Yevgeny Loginov, director of international projects for Interenergoservis, said yesterday (May 13) that the company would evacuate all 340 of its employees working in Iraq if the fate of two of its employees recently kidnapped there is not determined in the immediate future (RIA Novosti, May 13). The two employees, Aleksandr Gordienko and Andrei Meshcheryakov, who were working on a project to repair a power plant at El-Musayeb, 50 kilometers south of Baghdad, were kidnapped on May 10 when several gunman attacked a car taking them from work back to their residences in Baghdad. Another Interenergoservis employee, Aleksei Konorev, was killed and an Iraqi guard wounded in the attack (MosNews, May 11). Unnamed Iraqi security service experts were quoted as saying it was “a miracle” that all of the passengers in the car were not killed, given that the attack left the vehicle with 30-40 bullet holes (NEWSru.com, May 12).
Interenergoservis had indicated it hoped Gordienko and Meshcheryakov would be released on May 13 as the result of talks that the company and Russia’s embassy in Baghdad were holding with Iraqi religious leaders apparently acting as intermediaries with the kidnappers. Interenergoservis’ general director, Alexander Abramov, said the company had received “encouraging evidence” that the two kidnapped employees were “alive and well.” The hoped-for release of the hostages, however, did not take place. A diplomatic source in Baghdad told RIA Novosti on May 13 that members of influential political and social groups, including top religious leaders, were involved in trying to free the hostages, but that the situation remained unchanged. A leader of one of Iraq’s political movements told the news agency that the kidnapping of the Russian workers had cast a shadow “on the friendly relations between both countries that has existed for a long time.” He added: “Our duty, therefore, is to do everything to free the Russians as quickly as possible.” In Moscow, Foreign Ministry spokesman Aleksandr Yakovenko said diplomats were doing everything possible to free the kidnapped Russians, but would not provide any details about these efforts or predict their outcome (Lenta.ru, May 13).
No group has claimed responsibility for the kidnapping. Arkam Khazam, Moscow bureau chief for the Qatari satellite television channel Al-Jazeera, said that “mafia structures” rather than a political group or “radical organization” are probably holding the two Interenergoservis employees, given that no demands have been put forward (Ekho Moskvy, May 12). This is not the first time Interenergoservis employees have been kidnapped in Iraq: Eight were taken hostage on April 12, but released unharmed within hours. Following that incident, 500 Russian workers, including 77 Interenergoservis employees, left Iraq. However, 300 other workers from Russia and former Soviet republics chose not to join the evacuation after signing a Russian Embassy waiver saying they fully recognized the dangers of remaining in Iraq (Moscow Times, May 12). And despite the latest kidnapping, only about 100 of the 340 Interenergoservis employees remaining in Iraq have said that they want to return to Russia (they are scheduled to leave on May 17).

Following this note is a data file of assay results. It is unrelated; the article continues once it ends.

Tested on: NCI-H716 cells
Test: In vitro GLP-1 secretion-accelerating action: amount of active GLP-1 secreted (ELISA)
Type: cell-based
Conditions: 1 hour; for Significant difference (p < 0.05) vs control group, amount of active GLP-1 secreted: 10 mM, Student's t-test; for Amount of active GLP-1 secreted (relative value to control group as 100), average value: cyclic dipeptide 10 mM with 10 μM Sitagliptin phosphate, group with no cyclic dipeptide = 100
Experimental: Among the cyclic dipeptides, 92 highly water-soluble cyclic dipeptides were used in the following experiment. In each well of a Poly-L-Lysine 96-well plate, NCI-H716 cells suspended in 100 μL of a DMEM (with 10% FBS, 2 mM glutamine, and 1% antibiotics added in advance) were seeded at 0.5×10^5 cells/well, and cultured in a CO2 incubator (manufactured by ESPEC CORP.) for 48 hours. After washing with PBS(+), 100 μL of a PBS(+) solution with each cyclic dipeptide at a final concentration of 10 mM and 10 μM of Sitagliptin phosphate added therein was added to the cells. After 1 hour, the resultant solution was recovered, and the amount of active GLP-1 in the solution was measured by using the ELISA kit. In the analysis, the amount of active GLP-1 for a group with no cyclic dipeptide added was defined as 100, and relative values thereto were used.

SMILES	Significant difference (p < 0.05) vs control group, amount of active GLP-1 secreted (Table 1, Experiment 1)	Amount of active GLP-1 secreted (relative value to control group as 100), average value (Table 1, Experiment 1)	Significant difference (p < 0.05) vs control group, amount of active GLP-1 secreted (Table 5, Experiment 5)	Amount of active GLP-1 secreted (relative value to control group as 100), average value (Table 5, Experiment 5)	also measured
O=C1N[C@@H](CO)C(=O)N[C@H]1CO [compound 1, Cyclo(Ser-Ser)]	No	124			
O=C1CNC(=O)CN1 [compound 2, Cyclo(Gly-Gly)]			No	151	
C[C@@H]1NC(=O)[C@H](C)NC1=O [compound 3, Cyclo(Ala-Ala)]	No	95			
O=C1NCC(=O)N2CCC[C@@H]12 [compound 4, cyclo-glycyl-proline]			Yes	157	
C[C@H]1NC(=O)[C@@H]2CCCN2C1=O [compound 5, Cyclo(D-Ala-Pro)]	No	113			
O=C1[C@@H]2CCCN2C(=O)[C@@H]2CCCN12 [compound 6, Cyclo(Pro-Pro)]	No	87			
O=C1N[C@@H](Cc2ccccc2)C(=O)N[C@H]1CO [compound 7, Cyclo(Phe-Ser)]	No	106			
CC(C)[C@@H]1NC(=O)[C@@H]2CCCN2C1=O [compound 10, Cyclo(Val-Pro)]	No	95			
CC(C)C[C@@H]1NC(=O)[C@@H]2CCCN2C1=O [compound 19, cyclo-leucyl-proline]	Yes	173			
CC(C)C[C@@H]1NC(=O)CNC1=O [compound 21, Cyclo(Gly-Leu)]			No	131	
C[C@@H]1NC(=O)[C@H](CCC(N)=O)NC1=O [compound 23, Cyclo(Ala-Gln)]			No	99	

Indeed, both the remaining employees and the company’s management have strong financial incentives to remain in Iraq, despite the dangers. Following the April 12 kidnapping, Interenergoservis raised salaries for its staff in Iraq by 10-20 percent, to US$1,400 a month or more (Gazeta, May 14). Given such salaries, it is not surprising that, as Ekho Moskvy reported on May 13, the telephones in Interenergoservis’ Moscow offices “never stop ringing” thanks to people calling to inquire about jobs with company in Iraq. Interenergoservis has a contract worth approximately US$30 million to repair four power plants in Iraq by no later than June 15. An unnamed official of the company was quoted its saying that this contract and future ones could be jeopardized if its employees are evacuated (Gazeta, May 13).
On May 12, Russia’s State Duma overwhelmingly passed a resolution holding the U.S.-led occupation in Iraq largely to blame for the kidnapping and murder of the Interenergoservis employees. “It is obvious that the new provocative act was possible by virtue of the fact that the structures responsible for upholding law and order in Iraq, above all, the powers occupying it, did not take all the necessary measures to prevent an escalation of military actions or establish a dialogue with all interested parties,” the resolution stated. It also said the situation in Iraq is developing according to “the worst-case scenario,” adding that “the suppression of popular unrest by military means cannot serve as an acceptable and effective means of resolving the Iraqi conflict and provokes murder, the taking of hostages and…harm to civilians, including foreigners.” The Duma also called on Russian companies working in Iraq to “immediately and responsibly examine the advisability” of their workers remaining there (Interfax, May 12; Vremya Novostei, May 13).